Washington Post
April 24, 1990

Wider Chernobyl Evacuation Ordered

Pravda Says Spread of Radioactivity Was Underestimated


Moscow , April 23--Soviet authorities, realizing they underestimated the extent of the Chernobvl accident, will evacuate 14,000 more people this year from the site of the world's worst nuclear disaster, Pravda said today.

The Communist Party daily indicated more work was needed to limit the damage from the April 26, 1986, explosion and fire at the nuclear power reactor that according to official figures killed 31 people.

Pravda said 90,000 people had been moved from their homes in the years following the accident, apparently in addition to the 100,000 taken out of the 20-mile zone a few days after the disaster.

It said radioactive dust that has piled up in the 20-mile danger zone around the plant will take decades to remove and will have to be processed by a special, as yet unbuilt, complex.

Also, a new, more secure shelter for the damaged reactor must be built at a cost of tens of millions of dollars, Pravda said. It will replace the concrete case that was built around the crippled reactor after the accident.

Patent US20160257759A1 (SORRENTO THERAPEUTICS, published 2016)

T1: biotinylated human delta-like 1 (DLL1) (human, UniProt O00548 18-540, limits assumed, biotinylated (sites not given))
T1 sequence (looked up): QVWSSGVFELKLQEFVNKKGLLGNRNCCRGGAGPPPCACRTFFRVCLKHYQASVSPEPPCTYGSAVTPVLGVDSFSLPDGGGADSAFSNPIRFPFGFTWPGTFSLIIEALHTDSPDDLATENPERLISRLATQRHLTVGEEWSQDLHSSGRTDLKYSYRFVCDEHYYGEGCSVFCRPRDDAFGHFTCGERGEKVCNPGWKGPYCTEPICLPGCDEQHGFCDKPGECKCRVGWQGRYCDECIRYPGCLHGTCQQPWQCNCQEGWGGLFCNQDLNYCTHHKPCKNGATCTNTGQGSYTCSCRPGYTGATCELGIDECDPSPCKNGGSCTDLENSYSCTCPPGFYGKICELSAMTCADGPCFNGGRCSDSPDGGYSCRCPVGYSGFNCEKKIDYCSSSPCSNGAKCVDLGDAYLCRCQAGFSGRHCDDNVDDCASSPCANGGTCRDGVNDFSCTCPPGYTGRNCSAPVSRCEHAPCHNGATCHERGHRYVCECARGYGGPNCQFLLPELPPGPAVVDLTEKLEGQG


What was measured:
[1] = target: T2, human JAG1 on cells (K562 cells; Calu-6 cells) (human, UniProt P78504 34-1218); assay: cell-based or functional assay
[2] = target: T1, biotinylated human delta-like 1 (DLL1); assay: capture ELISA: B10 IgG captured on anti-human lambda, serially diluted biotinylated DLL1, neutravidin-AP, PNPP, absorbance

The continued evacuations are the result of belated recognition by authorities that the accident spread more radioactivity over a wider area than was first thought.

"In 1986, and three, two and even a year ago we did not know these numbers, but now they trouble the soul of everyone," Pravda said.

"Thirty-two districts of six regions of the [Ukraine] republic are affected by radiation to varying degrees; nearly 60,000 people live in the area that is strictly monitored," it said.

"And on the territory with more than 5 curies [a measure of radioactivity] live more than 200,0()0 people," it said. This area included districts over 30 miles from Chernobyl from which 14,00() people would be moved this year.

The accident contaminated 12.4 million acres of land hi the Ukraine, of which 8.6 million were agricultural land, Pravda said.

It said this did not include areas of neighboring Byelorussia, where an estimated 20 percent of the republic was radiated.

The official Tass news agency said the Ukrainian parliament was working out a program for closing the station, which has three undamaged reactors, by 1995. But it said it would take 10 more years to dismantle the complex.

Amid charges that authorities covered up the extent of the disaster, the Soviet legislature is due Wednesday to consider a proposed $26 billion emergency program to help people in affected areas.